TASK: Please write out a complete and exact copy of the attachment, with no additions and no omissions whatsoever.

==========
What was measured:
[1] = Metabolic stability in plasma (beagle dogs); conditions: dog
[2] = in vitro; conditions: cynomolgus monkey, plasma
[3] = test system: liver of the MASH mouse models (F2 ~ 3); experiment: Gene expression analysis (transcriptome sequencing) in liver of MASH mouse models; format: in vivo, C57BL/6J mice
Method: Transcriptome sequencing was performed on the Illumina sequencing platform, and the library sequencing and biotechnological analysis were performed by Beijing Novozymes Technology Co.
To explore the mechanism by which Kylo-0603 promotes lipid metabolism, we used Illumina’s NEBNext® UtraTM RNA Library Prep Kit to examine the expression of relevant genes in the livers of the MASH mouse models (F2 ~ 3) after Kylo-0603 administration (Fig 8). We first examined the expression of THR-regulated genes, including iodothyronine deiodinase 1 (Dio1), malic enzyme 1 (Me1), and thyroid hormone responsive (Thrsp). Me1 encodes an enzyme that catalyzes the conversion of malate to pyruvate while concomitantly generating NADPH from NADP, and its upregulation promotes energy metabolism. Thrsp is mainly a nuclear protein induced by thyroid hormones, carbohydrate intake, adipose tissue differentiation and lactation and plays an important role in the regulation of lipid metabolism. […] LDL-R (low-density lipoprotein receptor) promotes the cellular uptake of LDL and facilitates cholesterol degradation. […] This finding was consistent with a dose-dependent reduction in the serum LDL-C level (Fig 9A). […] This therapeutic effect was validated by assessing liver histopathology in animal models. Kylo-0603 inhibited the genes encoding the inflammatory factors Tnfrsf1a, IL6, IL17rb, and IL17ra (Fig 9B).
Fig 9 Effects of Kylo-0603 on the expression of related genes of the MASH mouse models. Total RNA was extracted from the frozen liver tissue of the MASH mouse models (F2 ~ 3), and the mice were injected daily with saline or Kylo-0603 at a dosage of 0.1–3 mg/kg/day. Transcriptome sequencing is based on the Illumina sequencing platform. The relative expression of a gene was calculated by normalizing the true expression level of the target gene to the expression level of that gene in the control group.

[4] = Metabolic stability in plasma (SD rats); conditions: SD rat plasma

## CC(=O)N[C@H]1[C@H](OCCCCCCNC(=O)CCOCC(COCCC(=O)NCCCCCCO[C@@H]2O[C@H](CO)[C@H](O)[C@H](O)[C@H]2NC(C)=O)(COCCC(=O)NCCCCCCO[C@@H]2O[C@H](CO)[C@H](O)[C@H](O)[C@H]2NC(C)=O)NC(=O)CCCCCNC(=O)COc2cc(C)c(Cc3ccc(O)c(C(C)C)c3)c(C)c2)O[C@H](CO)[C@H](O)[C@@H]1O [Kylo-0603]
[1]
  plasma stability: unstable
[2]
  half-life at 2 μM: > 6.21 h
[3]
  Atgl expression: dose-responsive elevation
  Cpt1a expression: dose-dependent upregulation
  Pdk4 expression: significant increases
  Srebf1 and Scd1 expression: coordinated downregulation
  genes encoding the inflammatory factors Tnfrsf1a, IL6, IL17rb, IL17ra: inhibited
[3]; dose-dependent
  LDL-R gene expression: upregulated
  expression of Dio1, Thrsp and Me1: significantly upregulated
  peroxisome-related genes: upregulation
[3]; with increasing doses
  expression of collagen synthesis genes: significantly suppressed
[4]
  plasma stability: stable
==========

What was measured:
[1] = Metabolic stability in plasma (beagle dogs); conditions: dog
[2] = in vitro; conditions: cynomolgus monkey, plasma
[3] = test system: liver of the MASH mouse models (F2 ~ 3); experiment: Gene expression analysis (transcriptome sequencing) in liver of MASH mouse models; format: in vivo, C57BL/6J mice
Method: Transcriptome sequencing was performed on the Illumina sequencing platform, and the library sequencing and biotechnological analysis were performed by Beijing Novozymes Technology Co.
To explore the mechanism by which Kylo-0603 promotes lipid metabolism, we used Illumina’s NEBNext® UtraTM RNA Library Prep Kit to examine the expression of relevant genes in the livers of the MASH mouse models (F2 ~ 3) after Kylo-0603 administration (Fig 8). We first examined the expression of THR-regulated genes, including iodothyronine deiodinase 1 (Dio1), malic enzyme 1 (Me1), and thyroid hormone responsive (Thrsp). Me1 encodes an enzyme that catalyzes the conversion of malate to pyruvate while concomitantly generating NADPH from NADP, and its upregulation promotes energy metabolism. Thrsp is mainly a nuclear protein induced by thyroid hormones, carbohydrate intake, adipose tissue differentiation and lactation and plays an important role in the regulation of lipid metabolism. […] LDL-R (low-density lipoprotein receptor) promotes the cellular uptake of LDL and facilitates cholesterol degradation. […] This finding was consistent with a dose-dependent reduction in the serum LDL-C level (Fig 9A). […] This therapeutic effect was validated by assessing liver histopathology in animal models. Kylo-0603 inhibited the genes encoding the inflammatory factors Tnfrsf1a, IL6, IL17rb, and IL17ra (Fig 9B).
Fig 9 Effects of Kylo-0603 on the expression of related genes of the MASH mouse models. Total RNA was extracted from the frozen liver tissue of the MASH mouse models (F2 ~ 3), and the mice were injected daily with saline or Kylo-0603 at a dosage of 0.1–3 mg/kg/day. Transcriptome sequencing is based on the Illumina sequencing platform. The relative expression of a gene was calculated by normalizing the true expression level of the target gene to the expression level of that gene in the control group.

[4] = Metabolic stability in plasma (SD rats); conditions: SD rat plasma

## CC(=O)N[C@H]1[C@H](OCCCCCCNC(=O)CCOCC(COCCC(=O)NCCCCCCO[C@@H]2O[C@H](CO)[C@H](O)[C@H](O)[C@H]2NC(C)=O)(COCCC(=O)NCCCCCCO[C@@H]2O[C@H](CO)[C@H](O)[C@H](O)[C@H]2NC(C)=O)NC(=O)CCCCCNC(=O)COc2cc(C)c(Cc3ccc(O)c(C(C)C)c3)c(C)c2)O[C@H](CO)[C@H](O)[C@@H]1O [Kylo-0603]
[1]
  plasma stability: unstable
[2]
  half-life at 2 μM: > 6.21 h
[3]
  Atgl expression: dose-responsive elevation
  Cpt1a expression: dose-dependent upregulation
  Pdk4 expression: significant increases
  Srebf1 and Scd1 expression: coordinated downregulation
  genes encoding the inflammatory factors Tnfrsf1a, IL6, IL17rb, IL17ra: inhibited
[3]; dose-dependent
  LDL-R gene expression: upregulated
  expression of Dio1, Thrsp and Me1: significantly upregulated
  peroxisome-related genes: upregulation
[3]; with increasing doses
  expression of collagen synthesis genes: significantly suppressed
[4]
  plasma stability: stable